The Rundown: Highlights from the week of June 15

Expert perspectives from Cornell SC Johnson College of Business faculty on COVID-19’s impact on business, hospitality, and the economy.

By: Stephen D'Angelo
the coronavirus and the global economy. image of virus cells and market trend graph

Stock market: Inequality gap

CNN—Fiscal inequality is expected to grow due to the COVID-19 pandemic, with a stock market flush with government and central bank cash bearing much of the blame, according to reports. Data indicates stock ownership is concentrated among the rich, with the wealthiest 10 percent of U.S. households owning 84 percent of all stocks, according to the most Federal Reserve released data from 2016. That means massive gains over the past several months, up nearly 40 percent since its low at the end of March, are likely to have benefited the haves over the have-nots, exacerbating the growing problem of inequality as “Main Street” reels from an economic shock that’s triggered the worst unemployment crisis since World War II.

“A rising stock market, especially at a time of high unemployment and stagnant labor incomes, will disproportionately benefit richer households,” says Eswar Prasad, Nandlal P. Tolani Senior Professor of International Trade Policy at the Charles H. Dyson School of Applied Economics and Management “Households that are getting hardest hit during this recession, particularly those with low-paid and low-skilled workers, tend to have small or nonexistent buffers of savings, which means they receive few benefits from resurgent stock prices,” he said. “Unfortunately, monetary policy has its limits and rising inequality might be the price the Fed has to pay while it attempts to support economic activity.”

Hospitality: Should we stay or should we go?

Consumer Reports—As much of the U.S. begins to reopen, the risk of contracting COVID-19 remains. From everyday grocery shopping, to pumping gas, this reality extends to vacation plans. With summer vacation days looming, many Americans will weigh their travel options. Rental properties are being considered by some as a safer option, providing vacationers with a more solitary experience compared with a hotel experience that sees more guests together in one space. However, rental properties may not have the same disinfection protocols as hotel chains that are taking safety incredibly seriously. Some rental companies have already taken the initiative. For example, Airbnb has developed optional program that includes the use specific cleaning products and a mandatory 24-hour vacancy period between bookings. This may provide guests with an added level of assurance.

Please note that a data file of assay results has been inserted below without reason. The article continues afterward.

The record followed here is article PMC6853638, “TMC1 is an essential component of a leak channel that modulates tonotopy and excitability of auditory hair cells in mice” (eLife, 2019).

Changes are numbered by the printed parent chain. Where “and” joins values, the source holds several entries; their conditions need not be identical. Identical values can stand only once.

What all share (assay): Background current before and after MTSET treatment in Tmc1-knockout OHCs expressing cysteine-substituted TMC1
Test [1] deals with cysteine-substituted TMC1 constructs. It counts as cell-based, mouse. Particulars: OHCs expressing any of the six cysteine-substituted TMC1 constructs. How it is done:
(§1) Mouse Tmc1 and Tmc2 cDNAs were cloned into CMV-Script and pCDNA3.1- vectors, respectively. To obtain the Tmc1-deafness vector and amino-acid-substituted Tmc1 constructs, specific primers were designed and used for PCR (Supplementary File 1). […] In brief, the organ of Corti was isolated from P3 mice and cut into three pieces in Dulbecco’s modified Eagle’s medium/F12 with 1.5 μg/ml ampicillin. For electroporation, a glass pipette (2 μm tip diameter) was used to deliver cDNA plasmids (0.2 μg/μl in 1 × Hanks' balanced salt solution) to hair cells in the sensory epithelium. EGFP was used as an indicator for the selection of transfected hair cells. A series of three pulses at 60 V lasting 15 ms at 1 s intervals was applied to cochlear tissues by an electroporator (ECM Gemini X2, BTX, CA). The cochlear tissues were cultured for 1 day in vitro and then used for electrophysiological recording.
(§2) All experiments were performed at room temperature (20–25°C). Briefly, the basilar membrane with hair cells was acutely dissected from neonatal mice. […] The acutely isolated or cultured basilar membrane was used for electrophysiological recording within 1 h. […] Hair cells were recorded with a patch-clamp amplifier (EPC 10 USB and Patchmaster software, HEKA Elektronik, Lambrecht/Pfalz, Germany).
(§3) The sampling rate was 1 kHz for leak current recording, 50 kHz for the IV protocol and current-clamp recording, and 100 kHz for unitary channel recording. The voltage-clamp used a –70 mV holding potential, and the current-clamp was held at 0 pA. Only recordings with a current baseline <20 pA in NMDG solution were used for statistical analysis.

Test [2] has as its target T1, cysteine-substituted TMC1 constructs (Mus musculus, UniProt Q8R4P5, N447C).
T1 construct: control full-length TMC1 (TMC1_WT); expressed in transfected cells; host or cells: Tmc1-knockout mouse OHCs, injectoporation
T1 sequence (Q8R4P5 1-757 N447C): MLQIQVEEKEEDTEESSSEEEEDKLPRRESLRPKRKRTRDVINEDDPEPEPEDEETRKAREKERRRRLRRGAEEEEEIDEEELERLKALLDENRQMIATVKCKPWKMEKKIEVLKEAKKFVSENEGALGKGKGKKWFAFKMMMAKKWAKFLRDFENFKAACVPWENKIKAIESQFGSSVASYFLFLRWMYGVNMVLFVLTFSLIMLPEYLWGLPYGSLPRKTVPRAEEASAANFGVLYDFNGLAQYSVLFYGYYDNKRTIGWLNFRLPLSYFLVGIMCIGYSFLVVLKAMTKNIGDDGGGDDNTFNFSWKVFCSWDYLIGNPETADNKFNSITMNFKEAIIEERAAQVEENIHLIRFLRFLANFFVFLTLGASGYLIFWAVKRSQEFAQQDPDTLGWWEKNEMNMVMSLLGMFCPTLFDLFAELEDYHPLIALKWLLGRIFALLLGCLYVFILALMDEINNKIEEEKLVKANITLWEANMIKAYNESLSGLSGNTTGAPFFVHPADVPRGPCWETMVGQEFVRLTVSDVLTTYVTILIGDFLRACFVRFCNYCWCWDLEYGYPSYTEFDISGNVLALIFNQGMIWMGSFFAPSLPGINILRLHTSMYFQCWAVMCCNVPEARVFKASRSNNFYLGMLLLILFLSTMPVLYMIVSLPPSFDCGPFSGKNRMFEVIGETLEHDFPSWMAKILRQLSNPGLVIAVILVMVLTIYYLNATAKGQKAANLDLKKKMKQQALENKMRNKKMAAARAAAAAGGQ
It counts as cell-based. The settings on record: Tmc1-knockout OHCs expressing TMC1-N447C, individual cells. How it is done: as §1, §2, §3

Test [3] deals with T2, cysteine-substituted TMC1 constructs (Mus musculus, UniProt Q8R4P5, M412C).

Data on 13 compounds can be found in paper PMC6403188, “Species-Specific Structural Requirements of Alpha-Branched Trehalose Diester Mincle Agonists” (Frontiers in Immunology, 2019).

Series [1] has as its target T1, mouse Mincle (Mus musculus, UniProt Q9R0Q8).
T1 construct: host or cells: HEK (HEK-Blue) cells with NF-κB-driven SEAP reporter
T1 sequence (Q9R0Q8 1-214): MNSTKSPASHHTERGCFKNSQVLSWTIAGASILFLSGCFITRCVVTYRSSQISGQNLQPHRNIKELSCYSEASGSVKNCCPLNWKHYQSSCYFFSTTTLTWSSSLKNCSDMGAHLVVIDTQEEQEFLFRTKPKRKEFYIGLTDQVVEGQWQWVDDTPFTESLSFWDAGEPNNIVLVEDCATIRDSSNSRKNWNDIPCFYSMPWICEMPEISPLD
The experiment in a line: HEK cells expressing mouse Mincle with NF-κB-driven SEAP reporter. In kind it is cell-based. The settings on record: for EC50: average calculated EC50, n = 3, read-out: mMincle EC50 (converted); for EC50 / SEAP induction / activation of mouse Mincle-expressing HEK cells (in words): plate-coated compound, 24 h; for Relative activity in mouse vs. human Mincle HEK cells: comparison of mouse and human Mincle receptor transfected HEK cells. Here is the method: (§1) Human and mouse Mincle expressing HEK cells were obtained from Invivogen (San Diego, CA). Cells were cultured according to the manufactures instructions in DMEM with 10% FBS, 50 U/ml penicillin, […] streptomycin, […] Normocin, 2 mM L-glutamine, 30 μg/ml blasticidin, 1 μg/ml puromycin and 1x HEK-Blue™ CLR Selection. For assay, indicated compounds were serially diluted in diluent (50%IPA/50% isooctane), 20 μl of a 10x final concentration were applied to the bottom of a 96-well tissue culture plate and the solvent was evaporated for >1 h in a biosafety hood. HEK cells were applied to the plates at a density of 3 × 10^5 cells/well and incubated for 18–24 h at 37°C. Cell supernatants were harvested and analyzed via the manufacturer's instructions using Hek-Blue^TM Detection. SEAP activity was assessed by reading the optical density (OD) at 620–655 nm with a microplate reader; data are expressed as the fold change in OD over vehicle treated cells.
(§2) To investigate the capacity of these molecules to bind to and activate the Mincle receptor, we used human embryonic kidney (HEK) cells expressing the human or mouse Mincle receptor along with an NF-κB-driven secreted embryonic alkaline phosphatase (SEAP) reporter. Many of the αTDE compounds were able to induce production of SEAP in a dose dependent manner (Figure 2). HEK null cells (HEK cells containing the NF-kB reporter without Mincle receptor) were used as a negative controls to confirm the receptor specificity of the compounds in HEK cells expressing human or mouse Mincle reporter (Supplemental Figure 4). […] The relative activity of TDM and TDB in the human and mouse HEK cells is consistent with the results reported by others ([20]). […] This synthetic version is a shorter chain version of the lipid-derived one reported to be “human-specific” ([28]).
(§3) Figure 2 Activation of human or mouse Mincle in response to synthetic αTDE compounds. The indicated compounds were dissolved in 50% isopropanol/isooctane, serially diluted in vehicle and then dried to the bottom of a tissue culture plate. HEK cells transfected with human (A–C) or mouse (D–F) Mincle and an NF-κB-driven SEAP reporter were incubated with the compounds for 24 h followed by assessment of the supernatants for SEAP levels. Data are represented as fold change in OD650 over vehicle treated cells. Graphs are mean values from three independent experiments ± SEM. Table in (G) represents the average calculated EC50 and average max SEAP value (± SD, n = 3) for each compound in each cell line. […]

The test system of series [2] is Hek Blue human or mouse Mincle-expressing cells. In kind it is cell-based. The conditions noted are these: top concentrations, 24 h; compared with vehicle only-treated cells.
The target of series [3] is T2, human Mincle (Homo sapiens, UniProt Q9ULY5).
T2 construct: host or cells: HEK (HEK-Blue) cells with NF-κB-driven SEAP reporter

Industry experts suggest, when researching rentals, you should read the reviews for the specific property and the host’s listings in general. If you still have questions, “reach out to [the] host and ask,” says School of Hotel Administration Professor Chekitan Dev, a leading expert on hospitality branding. Ideally, the host will be able to provide a thorough outline on sanitation and disinfection protocols. An evasive answer provides a signal in itself, he says.

Education: Lessons learned

Bloomberg—The COVID-19 pandemic may have created lasting lessons for business schools in leveraging digital tools for engagement and learning opportunities. One example from the Johnson Graduate School of Management is that guest speakers are a lot easier to book on Zoom than on-campus visits. Recently, Irene Rosenfeld ’75 (A&S), MS ’77, PhD ’80, former chief executive officer of snack food maker Mondelez International, spoke from her Chicago home, via Zoom, to Johnson’s Profiles in Leadership class. The discussion was led by Mark Nelson, Anne and Elmer Lindseth Dean at the Johnson Graduate School of Management, from his home den in Ithaca. “It was so much easier to bring in some amazing guest speakers,” Nelson says, adding that Johnson will continue the practice after physical classes return. Instead of asking people to take a day to travel, the school expects to bring in experts via Zoom for as little as 10 minutes to address a topic, says Drew Pascarella, associate dean for MBA programs at Johnson. Johnson also intends to leverage Zoom to better incorporate collaboration across its campuses in Ithaca and New York City, including between the Cornell Tech and executive MBA students and alumni throughout the Americas. “There’s an opportunity for us to not relinquish the comfort we have with this kind of interaction,” Nelson says.